Research in Biology
Faculty conduct research aimed at understanding detection and processing of signals by cellular networks, molecular mechanisms that govern responses of organisms to environmental stimuli, and genome evolution in plants and animals.
Appalachian forests represent one of the largest hotspots of biodiversity outside of tropical forests. Active research programs in both terrestrial and aquatic conservation biology seek to better understand, and ultimately address, the pervasive declines in biodiversity.
Faculty with expertise in ecology and evolutionary biology have research programs that address key questions in physiological, population, community, and ecosystem ecology. All aspects of ecological research incorporate evolutionary principles and several members specialize in phylogenetic analysis of biodiversity.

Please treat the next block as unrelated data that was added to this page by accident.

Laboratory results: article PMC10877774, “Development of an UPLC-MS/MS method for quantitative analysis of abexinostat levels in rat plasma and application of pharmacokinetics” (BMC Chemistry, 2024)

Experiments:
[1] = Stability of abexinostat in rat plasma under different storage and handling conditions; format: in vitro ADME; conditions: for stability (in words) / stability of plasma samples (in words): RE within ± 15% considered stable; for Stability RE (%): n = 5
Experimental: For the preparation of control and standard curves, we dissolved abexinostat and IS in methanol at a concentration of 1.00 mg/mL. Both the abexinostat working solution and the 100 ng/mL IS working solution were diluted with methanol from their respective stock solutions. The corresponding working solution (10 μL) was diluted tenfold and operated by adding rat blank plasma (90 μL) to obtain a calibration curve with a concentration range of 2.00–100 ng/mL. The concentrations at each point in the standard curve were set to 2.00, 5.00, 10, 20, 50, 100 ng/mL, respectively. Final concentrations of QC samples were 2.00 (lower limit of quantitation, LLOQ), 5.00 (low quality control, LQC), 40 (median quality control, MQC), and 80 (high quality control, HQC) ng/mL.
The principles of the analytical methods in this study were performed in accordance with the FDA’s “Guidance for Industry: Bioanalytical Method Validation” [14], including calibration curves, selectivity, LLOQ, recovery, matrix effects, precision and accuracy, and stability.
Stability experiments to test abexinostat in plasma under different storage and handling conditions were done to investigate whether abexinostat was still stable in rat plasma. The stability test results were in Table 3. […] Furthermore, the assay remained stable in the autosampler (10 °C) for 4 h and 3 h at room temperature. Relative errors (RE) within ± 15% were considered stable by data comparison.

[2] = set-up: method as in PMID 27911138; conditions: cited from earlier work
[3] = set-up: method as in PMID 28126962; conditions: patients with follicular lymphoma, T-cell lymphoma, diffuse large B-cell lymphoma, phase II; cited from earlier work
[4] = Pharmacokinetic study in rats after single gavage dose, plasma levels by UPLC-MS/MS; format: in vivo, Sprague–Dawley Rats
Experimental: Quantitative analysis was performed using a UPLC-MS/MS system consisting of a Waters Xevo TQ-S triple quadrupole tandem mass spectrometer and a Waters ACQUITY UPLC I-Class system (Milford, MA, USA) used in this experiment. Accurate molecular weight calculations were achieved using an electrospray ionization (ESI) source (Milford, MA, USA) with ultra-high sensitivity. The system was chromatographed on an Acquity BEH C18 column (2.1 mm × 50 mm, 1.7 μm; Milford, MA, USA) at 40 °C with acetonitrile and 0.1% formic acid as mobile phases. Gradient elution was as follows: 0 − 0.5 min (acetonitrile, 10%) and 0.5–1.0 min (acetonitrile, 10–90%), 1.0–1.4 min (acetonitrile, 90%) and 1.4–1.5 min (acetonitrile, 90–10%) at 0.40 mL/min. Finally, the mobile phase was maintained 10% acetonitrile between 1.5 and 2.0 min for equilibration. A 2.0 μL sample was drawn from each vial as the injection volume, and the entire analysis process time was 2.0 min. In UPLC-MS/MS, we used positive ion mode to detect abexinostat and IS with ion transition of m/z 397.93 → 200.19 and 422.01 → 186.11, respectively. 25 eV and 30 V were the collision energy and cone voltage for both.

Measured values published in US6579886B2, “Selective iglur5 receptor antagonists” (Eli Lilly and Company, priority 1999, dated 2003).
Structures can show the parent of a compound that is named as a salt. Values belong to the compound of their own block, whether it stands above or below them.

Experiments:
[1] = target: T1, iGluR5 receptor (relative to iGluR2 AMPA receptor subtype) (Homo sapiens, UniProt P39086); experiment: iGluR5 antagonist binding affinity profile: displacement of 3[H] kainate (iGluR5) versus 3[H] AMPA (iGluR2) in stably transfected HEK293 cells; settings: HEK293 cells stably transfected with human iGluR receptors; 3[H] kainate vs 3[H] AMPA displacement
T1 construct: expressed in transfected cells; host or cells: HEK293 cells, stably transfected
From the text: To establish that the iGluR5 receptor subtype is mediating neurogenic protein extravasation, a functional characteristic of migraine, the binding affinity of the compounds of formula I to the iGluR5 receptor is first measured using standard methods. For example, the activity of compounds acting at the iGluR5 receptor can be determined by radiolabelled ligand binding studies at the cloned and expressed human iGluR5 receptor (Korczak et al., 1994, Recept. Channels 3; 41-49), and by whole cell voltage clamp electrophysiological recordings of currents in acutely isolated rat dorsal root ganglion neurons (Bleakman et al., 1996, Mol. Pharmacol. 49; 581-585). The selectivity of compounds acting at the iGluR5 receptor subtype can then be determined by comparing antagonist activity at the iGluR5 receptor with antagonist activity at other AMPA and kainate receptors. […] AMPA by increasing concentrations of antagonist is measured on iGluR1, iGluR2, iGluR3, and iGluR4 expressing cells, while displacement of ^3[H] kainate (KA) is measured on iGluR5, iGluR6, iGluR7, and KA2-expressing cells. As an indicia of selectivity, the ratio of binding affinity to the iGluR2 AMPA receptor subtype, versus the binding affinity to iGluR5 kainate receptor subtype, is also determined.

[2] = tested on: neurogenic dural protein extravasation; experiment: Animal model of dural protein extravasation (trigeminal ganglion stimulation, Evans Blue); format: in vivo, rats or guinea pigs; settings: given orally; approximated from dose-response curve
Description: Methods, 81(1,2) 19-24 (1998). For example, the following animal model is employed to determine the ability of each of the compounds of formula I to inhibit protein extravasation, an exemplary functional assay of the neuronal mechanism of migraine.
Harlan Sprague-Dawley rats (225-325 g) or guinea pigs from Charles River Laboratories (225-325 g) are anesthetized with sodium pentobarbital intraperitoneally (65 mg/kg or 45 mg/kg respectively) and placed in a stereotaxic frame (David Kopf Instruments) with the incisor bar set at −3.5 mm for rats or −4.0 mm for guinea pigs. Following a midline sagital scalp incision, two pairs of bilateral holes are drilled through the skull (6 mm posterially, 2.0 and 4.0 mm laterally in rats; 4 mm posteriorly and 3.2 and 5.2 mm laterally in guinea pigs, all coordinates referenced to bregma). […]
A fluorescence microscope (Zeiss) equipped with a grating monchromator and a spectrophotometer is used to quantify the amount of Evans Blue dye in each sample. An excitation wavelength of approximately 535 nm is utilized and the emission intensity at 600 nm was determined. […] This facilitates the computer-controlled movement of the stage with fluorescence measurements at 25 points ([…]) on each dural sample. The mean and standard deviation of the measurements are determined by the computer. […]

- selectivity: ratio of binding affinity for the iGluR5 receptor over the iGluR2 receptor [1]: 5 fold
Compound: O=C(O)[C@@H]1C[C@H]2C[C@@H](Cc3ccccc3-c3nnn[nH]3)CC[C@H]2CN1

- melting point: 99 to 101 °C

Faculty conduct research aimed at understanding the biology and diversity of microbes (bacteria, archaea, viruses) and our interactions with these organisms. Other areas of research include exercise immunology, infectious disease epidemiology, cancer biology and biology of pre-term labor.
Faculty members use a combination of model organisms and natural populations of plants and animals to study fundamental questions in biology. Topics include physiology, adaptation, behavior, and species distribution.
This theme integrates biological expertise with pedagogical research and training. Graduates are prepared for careers in school systems, state education departments, testing companies, community colleges, or science outreach (e.g. museums), as well as advancement into education doctoral programs.